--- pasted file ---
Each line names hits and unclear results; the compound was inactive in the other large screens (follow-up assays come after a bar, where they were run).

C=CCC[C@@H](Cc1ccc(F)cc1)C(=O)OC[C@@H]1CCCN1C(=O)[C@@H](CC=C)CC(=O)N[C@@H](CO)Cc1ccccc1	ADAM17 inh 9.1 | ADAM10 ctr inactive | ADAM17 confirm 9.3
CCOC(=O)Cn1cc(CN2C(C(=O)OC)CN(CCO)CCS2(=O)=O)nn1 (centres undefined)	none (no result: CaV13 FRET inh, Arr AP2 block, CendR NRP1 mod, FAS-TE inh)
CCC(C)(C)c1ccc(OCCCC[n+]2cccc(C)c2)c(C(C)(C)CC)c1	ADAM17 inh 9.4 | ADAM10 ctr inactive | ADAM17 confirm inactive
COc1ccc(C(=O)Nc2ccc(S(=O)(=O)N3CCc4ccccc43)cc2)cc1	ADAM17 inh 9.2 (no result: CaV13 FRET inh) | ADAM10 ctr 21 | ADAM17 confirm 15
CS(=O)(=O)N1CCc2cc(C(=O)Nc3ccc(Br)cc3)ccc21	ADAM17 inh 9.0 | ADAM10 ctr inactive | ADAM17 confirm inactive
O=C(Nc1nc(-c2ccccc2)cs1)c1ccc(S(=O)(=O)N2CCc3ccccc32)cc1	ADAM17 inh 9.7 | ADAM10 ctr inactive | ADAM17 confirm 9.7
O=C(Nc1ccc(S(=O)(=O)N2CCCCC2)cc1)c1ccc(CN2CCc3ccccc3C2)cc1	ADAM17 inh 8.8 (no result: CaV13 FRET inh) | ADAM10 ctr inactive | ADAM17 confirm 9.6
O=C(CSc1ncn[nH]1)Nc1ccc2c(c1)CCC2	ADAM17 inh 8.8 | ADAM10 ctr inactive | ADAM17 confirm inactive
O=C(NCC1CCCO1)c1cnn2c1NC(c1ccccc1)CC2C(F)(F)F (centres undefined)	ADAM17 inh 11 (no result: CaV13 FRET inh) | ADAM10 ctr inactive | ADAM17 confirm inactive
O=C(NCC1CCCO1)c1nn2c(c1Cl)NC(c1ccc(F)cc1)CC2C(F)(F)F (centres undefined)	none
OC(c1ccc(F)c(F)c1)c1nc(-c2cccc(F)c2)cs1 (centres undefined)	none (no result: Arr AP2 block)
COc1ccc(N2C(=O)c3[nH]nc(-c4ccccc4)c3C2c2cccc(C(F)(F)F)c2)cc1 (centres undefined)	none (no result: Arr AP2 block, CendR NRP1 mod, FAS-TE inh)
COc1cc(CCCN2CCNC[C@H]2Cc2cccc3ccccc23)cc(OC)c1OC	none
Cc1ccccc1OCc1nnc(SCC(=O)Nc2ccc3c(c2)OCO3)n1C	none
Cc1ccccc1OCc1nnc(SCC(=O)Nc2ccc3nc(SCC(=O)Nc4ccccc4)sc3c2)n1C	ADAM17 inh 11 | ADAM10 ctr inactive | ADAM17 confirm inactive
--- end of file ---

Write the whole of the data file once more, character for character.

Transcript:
Each line names hits and unclear results; the compound was inactive in the other large screens (follow-up assays come after a bar, where they were run).

C=CCC[C@@H](Cc1ccc(F)cc1)C(=O)OC[C@@H]1CCCN1C(=O)[C@@H](CC=C)CC(=O)N[C@@H](CO)Cc1ccccc1	ADAM17 inh 9.1 | ADAM10 ctr inactive | ADAM17 confirm 9.3
CCOC(=O)Cn1cc(CN2C(C(=O)OC)CN(CCO)CCS2(=O)=O)nn1 (centres undefined)	none (no result: CaV13 FRET inh, Arr AP2 block, CendR NRP1 mod, FAS-TE inh)
CCC(C)(C)c1ccc(OCCCC[n+]2cccc(C)c2)c(C(C)(C)CC)c1	ADAM17 inh 9.4 | ADAM10 ctr inactive | ADAM17 confirm inactive
COc1ccc(C(=O)Nc2ccc(S(=O)(=O)N3CCc4ccccc43)cc2)cc1	ADAM17 inh 9.2 (no result: CaV13 FRET inh) | ADAM10 ctr 21 | ADAM17 confirm 15
CS(=O)(=O)N1CCc2cc(C(=O)Nc3ccc(Br)cc3)ccc21	ADAM17 inh 9.0 | ADAM10 ctr inactive | ADAM17 confirm inactive
O=C(Nc1nc(-c2ccccc2)cs1)c1ccc(S(=O)(=O)N2CCc3ccccc32)cc1	ADAM17 inh 9.7 | ADAM10 ctr inactive | ADAM17 confirm 9.7
O=C(Nc1ccc(S(=O)(=O)N2CCCCC2)cc1)c1ccc(CN2CCc3ccccc3C2)cc1	ADAM17 inh 8.8 (no result: CaV13 FRET inh) | ADAM10 ctr inactive | ADAM17 confirm 9.6
O=C(CSc1ncn[nH]1)Nc1ccc2c(c1)CCC2	ADAM17 inh 8.8 | ADAM10 ctr inactive | ADAM17 confirm inactive
O=C(NCC1CCCO1)c1cnn2c1NC(c1ccccc1)CC2C(F)(F)F (centres undefined)	ADAM17 inh 11 (no result: CaV13 FRET inh) | ADAM10 ctr inactive | ADAM17 confirm inactive
O=C(NCC1CCCO1)c1nn2c(c1Cl)NC(c1ccc(F)cc1)CC2C(F)(F)F (centres undefined)	none
OC(c1ccc(F)c(F)c1)c1nc(-c2cccc(F)c2)cs1 (centres undefined)	none (no result: Arr AP2 block)
COc1ccc(N2C(=O)c3[nH]nc(-c4ccccc4)c3C2c2cccc(C(F)(F)F)c2)cc1 (centres undefined)	none (no result: Arr AP2 block, CendR NRP1 mod, FAS-TE inh)
COc1cc(CCCN2CCNC[C@H]2Cc2cccc3ccccc23)cc(OC)c1OC	none
Cc1ccccc1OCc1nnc(SCC(=O)Nc2ccc3c(c2)OCO3)n1C	none
Cc1ccccc1OCc1nnc(SCC(=O)Nc2ccc3nc(SCC(=O)Nc4ccccc4)sc3c2)n1C	ADAM17 inh 11 | ADAM10 ctr inactive | ADAM17 confirm inactive